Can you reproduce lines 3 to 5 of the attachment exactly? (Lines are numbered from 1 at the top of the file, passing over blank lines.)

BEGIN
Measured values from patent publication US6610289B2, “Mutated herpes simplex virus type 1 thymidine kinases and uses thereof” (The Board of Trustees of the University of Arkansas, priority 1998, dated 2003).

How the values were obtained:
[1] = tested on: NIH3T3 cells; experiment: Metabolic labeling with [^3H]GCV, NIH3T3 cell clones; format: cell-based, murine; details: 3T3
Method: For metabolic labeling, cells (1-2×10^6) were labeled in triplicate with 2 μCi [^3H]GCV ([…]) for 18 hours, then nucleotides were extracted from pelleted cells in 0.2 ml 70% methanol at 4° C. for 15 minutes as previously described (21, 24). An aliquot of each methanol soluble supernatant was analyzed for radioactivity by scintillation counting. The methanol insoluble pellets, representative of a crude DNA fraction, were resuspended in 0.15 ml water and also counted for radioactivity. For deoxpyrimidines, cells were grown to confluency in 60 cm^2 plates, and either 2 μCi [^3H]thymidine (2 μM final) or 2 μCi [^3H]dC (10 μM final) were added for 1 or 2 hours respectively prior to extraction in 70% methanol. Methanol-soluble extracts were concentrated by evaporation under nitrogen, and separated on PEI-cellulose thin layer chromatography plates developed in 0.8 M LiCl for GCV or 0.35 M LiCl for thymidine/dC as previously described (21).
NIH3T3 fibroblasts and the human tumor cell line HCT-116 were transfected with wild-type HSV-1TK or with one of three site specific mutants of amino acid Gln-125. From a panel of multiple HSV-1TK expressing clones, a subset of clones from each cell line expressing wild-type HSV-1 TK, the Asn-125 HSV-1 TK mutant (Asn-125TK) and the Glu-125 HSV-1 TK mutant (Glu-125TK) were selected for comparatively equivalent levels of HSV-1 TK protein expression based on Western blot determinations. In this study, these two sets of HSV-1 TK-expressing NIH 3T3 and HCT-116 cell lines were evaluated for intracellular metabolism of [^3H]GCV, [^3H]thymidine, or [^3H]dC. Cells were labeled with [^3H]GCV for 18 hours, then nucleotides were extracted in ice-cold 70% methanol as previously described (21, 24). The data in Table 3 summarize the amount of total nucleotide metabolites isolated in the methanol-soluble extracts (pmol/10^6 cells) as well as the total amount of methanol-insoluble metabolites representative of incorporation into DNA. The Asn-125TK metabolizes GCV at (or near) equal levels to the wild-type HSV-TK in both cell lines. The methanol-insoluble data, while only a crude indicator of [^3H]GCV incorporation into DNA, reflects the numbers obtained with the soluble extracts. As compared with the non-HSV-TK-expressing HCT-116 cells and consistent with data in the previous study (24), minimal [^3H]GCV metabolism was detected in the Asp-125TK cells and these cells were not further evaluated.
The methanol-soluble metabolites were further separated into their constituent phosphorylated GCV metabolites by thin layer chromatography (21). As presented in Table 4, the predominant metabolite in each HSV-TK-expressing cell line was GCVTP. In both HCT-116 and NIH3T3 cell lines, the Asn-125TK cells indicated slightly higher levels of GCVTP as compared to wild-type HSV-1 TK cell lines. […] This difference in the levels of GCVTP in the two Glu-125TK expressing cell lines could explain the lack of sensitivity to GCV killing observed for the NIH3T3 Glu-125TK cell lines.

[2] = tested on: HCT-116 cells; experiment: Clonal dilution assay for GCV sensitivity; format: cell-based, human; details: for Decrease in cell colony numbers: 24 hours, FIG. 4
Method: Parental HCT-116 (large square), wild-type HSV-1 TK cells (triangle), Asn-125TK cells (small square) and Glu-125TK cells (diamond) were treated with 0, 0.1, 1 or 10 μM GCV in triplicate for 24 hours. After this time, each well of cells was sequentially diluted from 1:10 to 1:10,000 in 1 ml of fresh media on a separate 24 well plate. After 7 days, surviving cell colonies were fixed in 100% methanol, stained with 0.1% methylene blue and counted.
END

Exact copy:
[1] = tested on: NIH3T3 cells; experiment: Metabolic labeling with [^3H]GCV, NIH3T3 cell clones; format: cell-based, murine; details: 3T3
Method: For metabolic labeling, cells (1-2×10^6) were labeled in triplicate with 2 μCi [^3H]GCV ([…]) for 18 hours, then nucleotides were extracted from pelleted cells in 0.2 ml 70% methanol at 4° C. for 15 minutes as previously described (21, 24). An aliquot of each methanol soluble supernatant was analyzed for radioactivity by scintillation counting. The methanol insoluble pellets, representative of a crude DNA fraction, were resuspended in 0.15 ml water and also counted for radioactivity. For deoxpyrimidines, cells were grown to confluency in 60 cm^2 plates, and either 2 μCi [^3H]thymidine (2 μM final) or 2 μCi [^3H]dC (10 μM final) were added for 1 or 2 hours respectively prior to extraction in 70% methanol. Methanol-soluble extracts were concentrated by evaporation under nitrogen, and separated on PEI-cellulose thin layer chromatography plates developed in 0.8 M LiCl for GCV or 0.35 M LiCl for thymidine/dC as previously described (21).
NIH3T3 fibroblasts and the human tumor cell line HCT-116 were transfected with wild-type HSV-1TK or with one of three site specific mutants of amino acid Gln-125. From a panel of multiple HSV-1TK expressing clones, a subset of clones from each cell line expressing wild-type HSV-1 TK, the Asn-125 HSV-1 TK mutant (Asn-125TK) and the Glu-125 HSV-1 TK mutant (Glu-125TK) were selected for comparatively equivalent levels of HSV-1 TK protein expression based on Western blot determinations. In this study, these two sets of HSV-1 TK-expressing NIH 3T3 and HCT-116 cell lines were evaluated for intracellular metabolism of [^3H]GCV, [^3H]thymidine, or [^3H]dC. Cells were labeled with [^3H]GCV for 18 hours, then nucleotides were extracted in ice-cold 70% methanol as previously described (21, 24). The data in Table 3 summarize the amount of total nucleotide metabolites isolated in the methanol-soluble extracts (pmol/10^6 cells) as well as the total amount of methanol-insoluble metabolites representative of incorporation into DNA. The Asn-125TK metabolizes GCV at (or near) equal levels to the wild-type HSV-TK in both cell lines. The methanol-insoluble data, while only a crude indicator of [^3H]GCV incorporation into DNA, reflects the numbers obtained with the soluble extracts. As compared with the non-HSV-TK-expressing HCT-116 cells and consistent with data in the previous study (24), minimal [^3H]GCV metabolism was detected in the Asp-125TK cells and these cells were not further evaluated.